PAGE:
A lot or a little?
The parents' guide to what's in this movie.
What parents need to know
Parents need to know that this cartoon compilation is intended as a tribute to the classic color cartoons of yesteryear. The shorts are suitably manic and comedically inventive. School-age kids will understand more of the puns in the dialogue and will better grasp the difference between the "fantasy" (cartoon) and "real" (live-action) parts of the films, but we recommend you use parental discretion anyway since there is quite a lot of cartoon mayhem, dangerous situations and sexual innuendo. You may want to keep this away from 5- to 7-year-olds. Cartoon Network junkies will enjoy the film's evocation of "Looney Tunes" and Tex Avery's work. Older viewers will appreciate the "homage" aspects of the films, as well as the silly double entendres in the dialogue.
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What's the story?
These three cartoon shorts feature the Baby Herman and Roger Rabbit characters from Who Framed Roger Rabbit. All have the same premise: The mother of Baby Herman leaves him in the care of Roger Rabbit (voiced by Charles Fleischer). Herman wanders into various dangerous situations and Roger rescues him in the nick of time -- only to wind up on the receiving end of whatever Herman had just escaped. The only difference between the cartoons are the settings: a hospital, an amusement park, and camp grounds. Also included is a musical short featuring Lion King characters Timon and Pumbaa, who warble the pop standard "Stand By Me."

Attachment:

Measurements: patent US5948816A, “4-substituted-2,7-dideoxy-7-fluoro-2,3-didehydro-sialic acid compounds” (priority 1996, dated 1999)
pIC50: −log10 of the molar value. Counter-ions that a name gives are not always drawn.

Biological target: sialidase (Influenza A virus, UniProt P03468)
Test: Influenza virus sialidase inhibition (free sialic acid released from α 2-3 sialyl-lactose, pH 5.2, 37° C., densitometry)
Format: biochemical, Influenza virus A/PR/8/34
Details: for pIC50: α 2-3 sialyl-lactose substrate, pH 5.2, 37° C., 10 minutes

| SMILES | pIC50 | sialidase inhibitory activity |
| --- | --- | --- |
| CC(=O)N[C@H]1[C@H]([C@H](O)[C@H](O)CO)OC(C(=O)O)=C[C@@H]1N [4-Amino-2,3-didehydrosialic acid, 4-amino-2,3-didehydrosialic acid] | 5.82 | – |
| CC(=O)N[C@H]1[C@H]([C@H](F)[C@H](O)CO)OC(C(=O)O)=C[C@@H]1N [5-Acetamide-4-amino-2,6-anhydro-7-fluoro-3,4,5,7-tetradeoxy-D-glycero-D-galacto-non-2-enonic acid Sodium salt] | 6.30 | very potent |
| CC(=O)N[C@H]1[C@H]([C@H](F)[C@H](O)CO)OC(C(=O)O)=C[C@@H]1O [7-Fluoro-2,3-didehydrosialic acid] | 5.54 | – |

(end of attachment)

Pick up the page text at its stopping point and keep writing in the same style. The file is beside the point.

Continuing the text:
Is it any good?
These films are an amiable and entertaining attempt to re-create the brilliance of cartoons past. After the success of the more adult-oriented Who Framed Roger Rabbit, Disney and Steven Spielberg's Amblin' Entertainment jointly produced the three titles on this tape. Clearly intended as both a love letter to, and a rip-off of, various cartoon classics (including the Looney Tunes series, and Tex Avery's Droopy Dog shorts), THE BEST OF ROGER RABBIT conveys an infectious sense of fun. Adults will appreciate the craftsmanship that went into them, while kids will respond to their incredibly fast pace and the sight of Roger in a variety of imaginatively dangerous situations.
Unfortunately, watching the cartoons back-to-back only points up the fact that the filmmakers just remade the same plot three times. (Looney Tunes did thrive on familiarity, but they were never this familiar!) It should be noted that crafty Bugs Bunny would never have gotten himself into situations like these.
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